I grew up in a non-Christian home, and that aspect of life was pretty positive. School less so: I was bullied quite a bit, and made fun of quite a bit more. Finding faith saved my teenage years in many ways. Now, I’m married to Jo — she’s an amazing teacher — and we have four kids. Two of them are 13 and 11; so all the youth-work theory is suddenly being put to the toughest test.
On one level, I wrote The Man You’re Made to Be for my son, who is 14, and is starting to ask some of the big questions of identity and purpose. On another level, it was for some of the young men in my youth group at St Mary’s, Reigate: specifically, those who I’d heard say things like “Men can’t be seen to cry,” and “Guys can’t look weak on Instagram.” Beyond them, it’s for every boy and man who is experiencing some aspect of growing up; so, much of it’s probably still aimed at me.
What I ask my readers to do, if they aren’t Christians, is to suspend their disbelief for a while. Am I then going to try to make a compelling case that God is real and that Jesus is worth following? Of course. I think that Jesus is the greatest role-model a man or woman could ever hope to emulate. But I imagine that very few people will experience that as a complete surprise — there are quite a lot of clues that this is coming from a Christian perspective — and I think that the book does give you an “out” if you don’t want to buy into the faith element.
I might be falling into the very stereotyping I decry, by focusing on things such as sexuality, technology, and materialism as problematic. I guess I’ve tried to give the best advice that I can, as a 41-year-old youth worker and dad. These are the fundamental areas that I see young men asking about, wanting guidance on, and struggling with.
I was shaped by long-term mentors as a teenager, and then as a student. My favourite professor at Cambridge changed the course of my life with her advice. But then there have been people who have had a massive impact in a short burst, such as [the Revd] Sandy Millar, with whom I had a rather intense experience of the Holy Spirit; and then a summer-job boss who showed me exactly what kind of man I didn’t want to be. Oh, and Martin Sheen.
Courage? That’s the Martin Sheen story. I was trying to become a Hollywood screenwriter at the time, and it was going quite well, though it was very demanding. I asked him for his advice, and he said: “Son, you can get as far as you want to in this industry — as long as you don’t care what happens to your marriage and your family.” So, I stopped writing films, and it was the hardest and best decision I’ve ever made.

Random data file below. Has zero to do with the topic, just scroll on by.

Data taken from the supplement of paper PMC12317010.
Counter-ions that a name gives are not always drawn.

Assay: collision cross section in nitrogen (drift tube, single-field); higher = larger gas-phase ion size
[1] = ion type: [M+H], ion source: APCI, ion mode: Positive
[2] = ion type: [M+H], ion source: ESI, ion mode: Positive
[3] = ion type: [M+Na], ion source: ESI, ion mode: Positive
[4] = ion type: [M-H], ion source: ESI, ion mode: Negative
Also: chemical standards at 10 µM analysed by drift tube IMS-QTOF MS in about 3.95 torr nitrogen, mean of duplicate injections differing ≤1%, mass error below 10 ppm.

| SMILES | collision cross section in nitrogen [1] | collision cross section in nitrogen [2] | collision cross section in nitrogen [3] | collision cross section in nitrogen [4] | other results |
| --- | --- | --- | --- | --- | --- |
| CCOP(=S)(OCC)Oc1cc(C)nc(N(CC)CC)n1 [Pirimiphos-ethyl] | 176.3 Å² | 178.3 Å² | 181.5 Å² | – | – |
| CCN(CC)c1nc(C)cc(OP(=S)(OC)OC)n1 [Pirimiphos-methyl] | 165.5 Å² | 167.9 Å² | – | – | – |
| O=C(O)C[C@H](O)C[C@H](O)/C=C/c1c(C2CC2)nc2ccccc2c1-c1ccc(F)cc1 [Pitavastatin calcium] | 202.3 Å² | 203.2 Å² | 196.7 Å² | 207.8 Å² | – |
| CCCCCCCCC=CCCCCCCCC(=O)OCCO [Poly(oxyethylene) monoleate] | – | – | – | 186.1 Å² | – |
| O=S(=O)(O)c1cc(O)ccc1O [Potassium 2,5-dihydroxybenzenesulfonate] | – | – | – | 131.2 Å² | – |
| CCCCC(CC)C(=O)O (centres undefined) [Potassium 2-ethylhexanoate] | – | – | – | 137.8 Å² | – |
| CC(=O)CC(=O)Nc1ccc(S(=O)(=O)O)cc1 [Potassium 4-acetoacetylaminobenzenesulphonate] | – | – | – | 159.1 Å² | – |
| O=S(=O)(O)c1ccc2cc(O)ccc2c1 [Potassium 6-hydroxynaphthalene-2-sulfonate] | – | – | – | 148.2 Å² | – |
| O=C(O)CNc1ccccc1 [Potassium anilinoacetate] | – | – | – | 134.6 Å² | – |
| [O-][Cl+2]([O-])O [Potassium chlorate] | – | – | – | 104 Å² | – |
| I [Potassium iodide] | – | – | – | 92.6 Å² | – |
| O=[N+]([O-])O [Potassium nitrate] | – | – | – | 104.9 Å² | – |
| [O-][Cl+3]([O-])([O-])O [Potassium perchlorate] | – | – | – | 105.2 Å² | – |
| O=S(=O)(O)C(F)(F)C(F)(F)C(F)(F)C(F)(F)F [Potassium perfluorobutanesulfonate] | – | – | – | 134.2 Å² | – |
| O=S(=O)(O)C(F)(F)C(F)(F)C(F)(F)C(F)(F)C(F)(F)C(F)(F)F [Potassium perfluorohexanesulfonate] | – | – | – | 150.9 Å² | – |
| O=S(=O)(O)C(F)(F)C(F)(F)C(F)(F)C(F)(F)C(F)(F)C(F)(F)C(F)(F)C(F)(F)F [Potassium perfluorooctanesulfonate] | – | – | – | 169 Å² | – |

I’d still like to write movies. I talk a little bit about that whole adventure in my book. I got quite close.
I have a bit of a reputation for being hot-headed on Twitter, particularly around politics, and it’s got me into trouble more than once. I can’t quite get my head around how we’ve got to this point, both in the UK and the US, and when, in an age of austerity, we have these guys who want to cut taxes for the rich. It just boils my blood.
Young people give me hope for the future, of course. I’m fortunate to know a lot of them: they constantly inspire me with their activism, creativity, and optimism. I think that the generation coming up now are pretty special, actually: they’re the changemakers we need.
My kids make me happy. They’re all absolutely amazing, and I bore people about them constantly.
I love the white noise in coffee shops. I’m an extreme extrovert; so also being a writer is hell. Having people around is the only thing that gets me through the misery of my own company.
I pray that God will help me to stay humble and grow wiser, and that he’d stop the wheels from coming off.
If I was locked in a church — I’m assuming this place would have an organ, yes? In which case, I’d choose Hans Zimmer, and I’d persuade him to play the Interstellar soundtrack for me. It’s the thing that I most often write to. Or, if Hans wasn’t available, then Billy Joel. I’d quite enjoy the irony of having him play “Piano Man” on a church organ.
Martin Saunders was talking to Terence Handley MacMath.
The Man You’re Made to Be: A book about growing up is published by SPCK at £9.99 (Church Times Bookshop £9).